SEOUL, Korea– A group of South Korean civic activists, politicians, fishermen and ordinary people gathered in central Seoul on Saturday to raise their voice against the International Atomic Energy Agency's (IAEA) final report on Japan's planned discharge of nuclear wastewater into the Pacific. The protesters demonstrated near the South Korean foreign ministry building, where the visiting IAEA Director General Rafael Grossi was scheduled to meet with the South Korean foreign minister. Grossi also faced a group of South Korean protesters near an international airport late Friday night when he arrived in Seoul for a three-day visit. "As revealed in the IAEA final report, there are few contents verified and evaluated with our safety perspective other than the data presented by the Japanese government and TEPCO (Tokyo Electric Power Company)," the organizer of the protest rally said in a statement. "TEPCO and the Japanese government, which have already caused radioactive contamination beyond the standard since the Fukushima accident, cannot be justified for any reason for irresponsibly polluting the sea again," it noted. Yong Hye-in, lawmaker of the minor progressive Basic Income Party who joined the rally, told Xinhua that the IAEA report had a clear limitation from the beginning as it was prepared only to the extent Japan had agreed with. The lawmaker criticized Japan for its irresponsibility as the East Asian country chose the cheapest way out of the five disposal options, proposed in 2018 by the subcommittee on handling the Advanced Liquid Processing System (ALPS) treated water, an advisory body under Japan's Ministry of Economy, Trade and Industry. The proposed plans included geosphere injection, underground burial, hydrogen release and vapor release as well as the discharge into the ocean. Yong said the South Korean government seemed to give up diplomatic efforts to urge the international community to fight against Japan's radioactive wastewater discharge plan, calling for Seoul to play an active role. Park Gwang-hoon, a Seoul citizen who participated in the rally, said he never trusted the IAEA report, which alleged the discharge plan "meets international standard," accusing it of accepting only Japanese demands. Park expressed his absolute opposition to the discharge plan, which he said was picked by Japan just to save costs but would harm the entire ocean and the health of people around the world, asking Japan to keep the contaminated water on land after the ALPS treatment. Kim Choony, secretary general of the Korea Federation for Environmental Movements (KFEM), emphasized that the nuclear wastewater release was against international laws. Kim called on the South Korean government to work in cooperation with relevant countries to file a complaint against Japan with the International Tribunal for the Law of the Sea. "Fishermen see the (IAEA) report as a complete mess ... The report includes a phrase stating that (the IAEA) is not responsible for whatever will happen. It's not scientific but for the Japanese government and TEPCO," Lee Ki-sam, a fisherman from South Jeolla province, told Xinhua. The Japanese government has been pushing for dumping the contaminated wastewater this summer from the Fukushima Daiichi nuclear power plant, which was hit by a massive earthquake and an ensuing tsunami in March 2011. The move has aroused strong opposition and doubts from domestic fishing groups, neighboring countries and South Pacific island countries, as well as the international community.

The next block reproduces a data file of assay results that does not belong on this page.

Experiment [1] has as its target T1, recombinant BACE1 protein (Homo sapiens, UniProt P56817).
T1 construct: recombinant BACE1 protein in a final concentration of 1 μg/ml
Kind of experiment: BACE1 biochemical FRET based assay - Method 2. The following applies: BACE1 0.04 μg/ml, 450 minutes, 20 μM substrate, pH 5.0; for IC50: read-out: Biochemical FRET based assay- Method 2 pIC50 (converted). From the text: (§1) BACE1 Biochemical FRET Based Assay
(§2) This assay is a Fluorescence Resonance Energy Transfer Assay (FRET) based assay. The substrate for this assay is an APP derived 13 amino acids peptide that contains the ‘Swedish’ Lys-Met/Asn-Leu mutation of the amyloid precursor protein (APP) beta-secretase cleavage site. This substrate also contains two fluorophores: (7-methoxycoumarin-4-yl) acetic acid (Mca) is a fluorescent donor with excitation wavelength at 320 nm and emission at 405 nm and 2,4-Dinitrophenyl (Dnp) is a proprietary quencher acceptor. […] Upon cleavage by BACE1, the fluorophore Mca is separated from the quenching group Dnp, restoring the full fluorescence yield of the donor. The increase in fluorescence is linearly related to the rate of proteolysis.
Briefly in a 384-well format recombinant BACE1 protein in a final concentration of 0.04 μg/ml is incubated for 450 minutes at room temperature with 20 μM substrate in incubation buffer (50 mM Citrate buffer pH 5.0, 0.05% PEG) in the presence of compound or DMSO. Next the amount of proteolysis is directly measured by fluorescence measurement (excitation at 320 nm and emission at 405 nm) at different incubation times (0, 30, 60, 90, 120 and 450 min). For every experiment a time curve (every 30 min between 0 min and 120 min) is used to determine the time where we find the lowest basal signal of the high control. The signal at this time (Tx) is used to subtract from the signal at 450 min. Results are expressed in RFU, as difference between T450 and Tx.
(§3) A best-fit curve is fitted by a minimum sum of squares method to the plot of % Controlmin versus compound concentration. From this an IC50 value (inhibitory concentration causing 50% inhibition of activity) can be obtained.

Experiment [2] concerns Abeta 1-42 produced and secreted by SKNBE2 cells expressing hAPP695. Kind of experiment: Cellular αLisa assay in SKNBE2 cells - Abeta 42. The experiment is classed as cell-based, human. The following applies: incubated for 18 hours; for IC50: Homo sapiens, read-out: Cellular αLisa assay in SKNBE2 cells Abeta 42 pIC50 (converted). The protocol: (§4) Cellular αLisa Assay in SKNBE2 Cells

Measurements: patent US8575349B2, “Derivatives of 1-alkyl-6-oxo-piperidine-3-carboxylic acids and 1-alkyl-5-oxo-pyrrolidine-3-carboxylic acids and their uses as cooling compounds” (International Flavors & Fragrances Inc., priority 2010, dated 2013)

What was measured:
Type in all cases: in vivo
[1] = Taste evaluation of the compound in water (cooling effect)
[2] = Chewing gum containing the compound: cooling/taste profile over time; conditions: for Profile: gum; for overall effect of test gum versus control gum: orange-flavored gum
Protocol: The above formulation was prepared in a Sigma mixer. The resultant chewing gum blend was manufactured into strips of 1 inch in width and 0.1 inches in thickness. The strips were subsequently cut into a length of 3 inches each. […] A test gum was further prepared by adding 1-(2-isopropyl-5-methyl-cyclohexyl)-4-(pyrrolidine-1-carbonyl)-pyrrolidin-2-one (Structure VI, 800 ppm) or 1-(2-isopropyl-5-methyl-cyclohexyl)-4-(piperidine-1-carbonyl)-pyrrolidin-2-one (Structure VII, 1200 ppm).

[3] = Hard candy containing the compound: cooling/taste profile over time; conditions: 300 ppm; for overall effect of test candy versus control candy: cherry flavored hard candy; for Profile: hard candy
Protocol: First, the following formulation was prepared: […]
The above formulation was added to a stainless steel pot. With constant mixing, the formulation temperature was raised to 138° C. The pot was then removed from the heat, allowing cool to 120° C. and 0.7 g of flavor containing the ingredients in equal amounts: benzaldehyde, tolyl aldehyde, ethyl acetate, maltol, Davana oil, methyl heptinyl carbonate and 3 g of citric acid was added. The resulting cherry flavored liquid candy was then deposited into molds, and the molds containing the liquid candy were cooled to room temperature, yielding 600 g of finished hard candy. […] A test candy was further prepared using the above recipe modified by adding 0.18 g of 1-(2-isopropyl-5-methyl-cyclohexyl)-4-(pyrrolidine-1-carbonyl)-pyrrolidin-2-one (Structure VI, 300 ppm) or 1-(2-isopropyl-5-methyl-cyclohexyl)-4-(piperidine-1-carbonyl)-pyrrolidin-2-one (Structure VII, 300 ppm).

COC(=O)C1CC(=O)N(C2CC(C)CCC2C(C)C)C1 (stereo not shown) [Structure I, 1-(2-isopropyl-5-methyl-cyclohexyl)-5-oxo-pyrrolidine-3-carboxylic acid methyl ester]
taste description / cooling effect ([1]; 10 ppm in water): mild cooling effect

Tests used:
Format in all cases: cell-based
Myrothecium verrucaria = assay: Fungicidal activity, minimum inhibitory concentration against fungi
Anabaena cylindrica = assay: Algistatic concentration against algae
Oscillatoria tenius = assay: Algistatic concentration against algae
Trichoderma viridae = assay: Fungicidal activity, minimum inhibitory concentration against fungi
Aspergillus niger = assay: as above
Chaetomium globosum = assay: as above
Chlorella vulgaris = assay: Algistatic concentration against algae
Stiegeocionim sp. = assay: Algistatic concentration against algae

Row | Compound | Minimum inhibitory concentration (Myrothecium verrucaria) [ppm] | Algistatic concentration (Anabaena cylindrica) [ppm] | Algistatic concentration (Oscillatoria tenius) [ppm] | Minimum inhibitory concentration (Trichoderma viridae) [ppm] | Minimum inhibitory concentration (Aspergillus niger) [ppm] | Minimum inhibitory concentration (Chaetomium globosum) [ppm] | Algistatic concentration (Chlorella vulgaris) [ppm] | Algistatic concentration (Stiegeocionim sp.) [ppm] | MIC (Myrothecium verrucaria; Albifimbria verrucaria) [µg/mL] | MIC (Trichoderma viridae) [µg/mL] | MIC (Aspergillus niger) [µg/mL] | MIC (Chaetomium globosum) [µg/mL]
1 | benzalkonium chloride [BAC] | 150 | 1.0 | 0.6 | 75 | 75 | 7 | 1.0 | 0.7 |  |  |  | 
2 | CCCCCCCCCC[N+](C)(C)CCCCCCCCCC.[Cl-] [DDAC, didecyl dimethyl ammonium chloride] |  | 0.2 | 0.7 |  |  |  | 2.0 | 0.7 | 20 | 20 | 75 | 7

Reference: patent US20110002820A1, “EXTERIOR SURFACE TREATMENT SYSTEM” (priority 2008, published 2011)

Source: Manila Bulletin (